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Pay Yourself First

Which bill do you hate the most? The credit card? The rent or mortgage? Are there any bills you like to pay? If you are normal and sane, you probably hate all your bills. But I’d like to challenge that.

If you are financially wise, you’ll learn to love the first bill you pay each month. The trick is to pick the right place to start: with paying yourself. Paying yourself first is a concept that helps set your priorities and keep your financial house in order. It means that the first dollar of every paycheck gets spent on you. More specifically, the future you, by saving a healthy portion of everything you earn. 

In your budget, you have fixed expenses and flexible expenses. The first fixed expense must be to your savings. Decide your savings goal, then save that amount first—and it must be non-negotiable. 

Automatically pay yourself by scheduling regular payments to a savings account or retirement account. Make it happen before you spend a single penny. Then focus on staying inside your budget, keeping other fixed expenses to a minimum, and the rest is your flexible spending to use any way you like. Easy. (Well, easy to say, hard to do.) 

If savings are a flexible expense, they will rarely happen. Your money will disappear faster than donuts in a teacher’s lounge. The world's demands will consume your income before you save any of it.

Once you decide to pay yourself first, your next decision is how much. My suggestion is to work toward the goal of saving 15 percent of your money automatically when you get paid. Make that your priority on every single penny you make.

Paying yourself first will be difficult initially, but maintaining this good habit gets easier over time. Eventually, you’ll hardly notice it—until you wake up several years from now with a nice nest egg.

After you decide how much to pay yourself, the next question will be what to do with the money you save. Thankfully, that’s an easy one. Start by building your emergency fund. 

Ideally, your emergency fund will cover three to six months of living expenses. It must pay for the random and horrible crises that can hit you at the worst possible times, like a job layoff or serious accident for you or a loved one. (No matter how socially awkward your absence might be, a cousin’s wedding in Paris is not your emergency.)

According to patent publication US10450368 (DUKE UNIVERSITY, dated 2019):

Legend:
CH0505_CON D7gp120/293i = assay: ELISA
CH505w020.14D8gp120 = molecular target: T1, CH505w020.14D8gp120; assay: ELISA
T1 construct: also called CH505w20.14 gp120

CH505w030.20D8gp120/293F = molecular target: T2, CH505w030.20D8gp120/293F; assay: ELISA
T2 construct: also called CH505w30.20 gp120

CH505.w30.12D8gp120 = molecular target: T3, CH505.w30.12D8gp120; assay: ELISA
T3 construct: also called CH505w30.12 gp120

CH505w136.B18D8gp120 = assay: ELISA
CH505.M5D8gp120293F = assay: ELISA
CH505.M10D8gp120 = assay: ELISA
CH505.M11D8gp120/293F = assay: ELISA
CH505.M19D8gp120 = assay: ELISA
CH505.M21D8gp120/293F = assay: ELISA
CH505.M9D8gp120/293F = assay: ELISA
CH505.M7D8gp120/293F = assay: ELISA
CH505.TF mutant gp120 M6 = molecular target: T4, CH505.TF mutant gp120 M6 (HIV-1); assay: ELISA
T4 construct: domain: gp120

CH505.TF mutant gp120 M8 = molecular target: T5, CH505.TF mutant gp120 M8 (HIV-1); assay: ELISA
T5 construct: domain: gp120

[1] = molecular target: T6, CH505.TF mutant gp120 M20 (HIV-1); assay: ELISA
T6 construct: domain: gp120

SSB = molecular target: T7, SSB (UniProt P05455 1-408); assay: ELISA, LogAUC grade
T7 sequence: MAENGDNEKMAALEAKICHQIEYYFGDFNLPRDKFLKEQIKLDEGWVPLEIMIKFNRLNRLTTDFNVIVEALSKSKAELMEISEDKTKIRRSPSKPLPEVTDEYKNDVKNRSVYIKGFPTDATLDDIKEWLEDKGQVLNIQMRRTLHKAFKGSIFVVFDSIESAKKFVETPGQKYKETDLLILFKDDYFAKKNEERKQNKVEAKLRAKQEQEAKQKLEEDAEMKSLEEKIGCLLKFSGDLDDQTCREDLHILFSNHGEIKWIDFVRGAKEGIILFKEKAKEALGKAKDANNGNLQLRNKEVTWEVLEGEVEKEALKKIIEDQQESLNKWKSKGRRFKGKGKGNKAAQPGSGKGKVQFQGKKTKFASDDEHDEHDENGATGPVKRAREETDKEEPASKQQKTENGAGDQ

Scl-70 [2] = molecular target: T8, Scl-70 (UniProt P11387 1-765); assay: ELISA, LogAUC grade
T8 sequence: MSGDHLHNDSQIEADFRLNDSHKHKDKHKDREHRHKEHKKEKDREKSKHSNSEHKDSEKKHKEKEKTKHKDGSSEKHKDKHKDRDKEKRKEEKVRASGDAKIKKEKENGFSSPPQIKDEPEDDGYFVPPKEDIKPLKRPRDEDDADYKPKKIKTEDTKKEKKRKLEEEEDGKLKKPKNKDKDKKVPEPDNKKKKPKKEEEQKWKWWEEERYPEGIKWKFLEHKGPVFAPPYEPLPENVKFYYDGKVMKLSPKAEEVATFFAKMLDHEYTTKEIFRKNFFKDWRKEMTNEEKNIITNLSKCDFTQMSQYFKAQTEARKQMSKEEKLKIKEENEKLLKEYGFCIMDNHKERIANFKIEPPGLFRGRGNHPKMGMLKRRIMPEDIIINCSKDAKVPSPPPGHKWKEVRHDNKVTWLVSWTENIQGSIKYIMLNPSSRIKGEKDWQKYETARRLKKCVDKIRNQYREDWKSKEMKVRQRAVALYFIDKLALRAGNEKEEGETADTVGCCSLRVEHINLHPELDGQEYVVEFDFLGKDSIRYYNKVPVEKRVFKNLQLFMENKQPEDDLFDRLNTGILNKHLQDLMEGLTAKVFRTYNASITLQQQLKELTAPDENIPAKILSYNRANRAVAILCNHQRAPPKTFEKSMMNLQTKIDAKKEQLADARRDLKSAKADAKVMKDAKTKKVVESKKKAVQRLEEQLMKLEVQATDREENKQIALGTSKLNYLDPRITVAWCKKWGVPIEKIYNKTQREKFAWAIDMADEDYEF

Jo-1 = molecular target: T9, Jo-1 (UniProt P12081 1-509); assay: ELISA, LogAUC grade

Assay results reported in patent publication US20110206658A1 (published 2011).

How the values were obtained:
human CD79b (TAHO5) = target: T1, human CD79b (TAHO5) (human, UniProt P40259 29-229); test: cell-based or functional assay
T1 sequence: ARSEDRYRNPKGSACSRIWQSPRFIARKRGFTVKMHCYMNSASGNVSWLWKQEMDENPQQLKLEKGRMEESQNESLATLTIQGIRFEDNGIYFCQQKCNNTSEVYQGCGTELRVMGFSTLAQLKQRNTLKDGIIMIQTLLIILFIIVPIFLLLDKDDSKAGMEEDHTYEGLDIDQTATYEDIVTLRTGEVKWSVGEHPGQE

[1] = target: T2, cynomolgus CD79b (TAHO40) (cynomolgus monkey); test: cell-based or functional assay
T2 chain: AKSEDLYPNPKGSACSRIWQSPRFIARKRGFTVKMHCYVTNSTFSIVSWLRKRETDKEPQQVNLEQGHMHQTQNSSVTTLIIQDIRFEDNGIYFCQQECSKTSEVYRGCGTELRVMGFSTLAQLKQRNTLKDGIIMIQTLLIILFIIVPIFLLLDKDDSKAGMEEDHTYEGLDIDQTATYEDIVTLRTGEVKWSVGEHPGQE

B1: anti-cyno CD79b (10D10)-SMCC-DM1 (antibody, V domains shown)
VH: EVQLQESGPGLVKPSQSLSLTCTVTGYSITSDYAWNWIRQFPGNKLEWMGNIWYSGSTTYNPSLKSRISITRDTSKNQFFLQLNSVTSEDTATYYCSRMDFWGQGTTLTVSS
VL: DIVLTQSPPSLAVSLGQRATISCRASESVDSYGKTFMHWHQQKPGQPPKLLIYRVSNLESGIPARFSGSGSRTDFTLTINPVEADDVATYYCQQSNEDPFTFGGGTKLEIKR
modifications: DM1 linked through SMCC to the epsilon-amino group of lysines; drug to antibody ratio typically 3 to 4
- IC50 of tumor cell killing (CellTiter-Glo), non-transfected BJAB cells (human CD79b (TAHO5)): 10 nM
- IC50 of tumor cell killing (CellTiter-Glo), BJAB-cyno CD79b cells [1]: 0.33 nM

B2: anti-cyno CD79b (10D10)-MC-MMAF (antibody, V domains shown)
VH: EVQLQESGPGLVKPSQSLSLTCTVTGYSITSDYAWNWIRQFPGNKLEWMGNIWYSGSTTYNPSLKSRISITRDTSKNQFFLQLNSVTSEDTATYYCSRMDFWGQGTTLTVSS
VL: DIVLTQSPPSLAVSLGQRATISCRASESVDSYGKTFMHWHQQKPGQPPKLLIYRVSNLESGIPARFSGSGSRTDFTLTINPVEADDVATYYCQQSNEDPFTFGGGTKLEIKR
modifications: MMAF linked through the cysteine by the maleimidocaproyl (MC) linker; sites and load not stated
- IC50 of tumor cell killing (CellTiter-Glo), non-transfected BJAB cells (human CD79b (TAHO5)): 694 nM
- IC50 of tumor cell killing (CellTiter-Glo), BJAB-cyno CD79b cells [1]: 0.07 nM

When your emergency fund is in solid shape, you can deal with crises that hit, not the resulting money problems. Should you ever deplete your emergency fund, this becomes your first savings priority again.

After establishing your emergency fund, the next thing is to put your 15 percent savings into a retirement fund. It can be through your employer, or you may need to open an IRA (Individual Retirement Account). Make this your second savings priority . . . if you’ve already paid off all credit card debt. 

Hopefully, you get an employer match on your retirement savings, which can instantly double your money. That’s a great deal, don’t pass up an employer match—ever. No other investment is this good. 

If you make an annual return of 30 percent in the stock market, the world will think you are a genius. However, you can make a 100-percent return or double your money just by getting an employer match on your retirement savings. And it’s sheltered from taxes. That should make you grin like the Cheshire Cat.

When you have a strong emergency fund, have paid off all credit card debt, and are contributing at least 15 percent to your retirement account, that’s when you can start saving for bigger things like cars, college tuition for kids, and that vacation to a tropical resort.

Financial freedom requires money, and you’ll probably never have any money unless you learn to set priorities and pay yourself first.


Doug Lynam is a partner at LongView Asset Management in Santa Fe and a former Benedictine monk. He is the author of From Monk to Money Manager: A Former Monk’s Financial Guide to Becoming A Little Bit Wealthy — And Why That’s Okay. Contact him at douglas@longviewasset.com 

This material is intended for educational purposes only. You should always consult a financial, tax, or legal professional familiar with your unique circumstances before making any financial decisions. Nothing in this material constitutes a solicitation for the sale or purchase of any securities.

 Photo by Sasun Bughdaryan on Unsplash.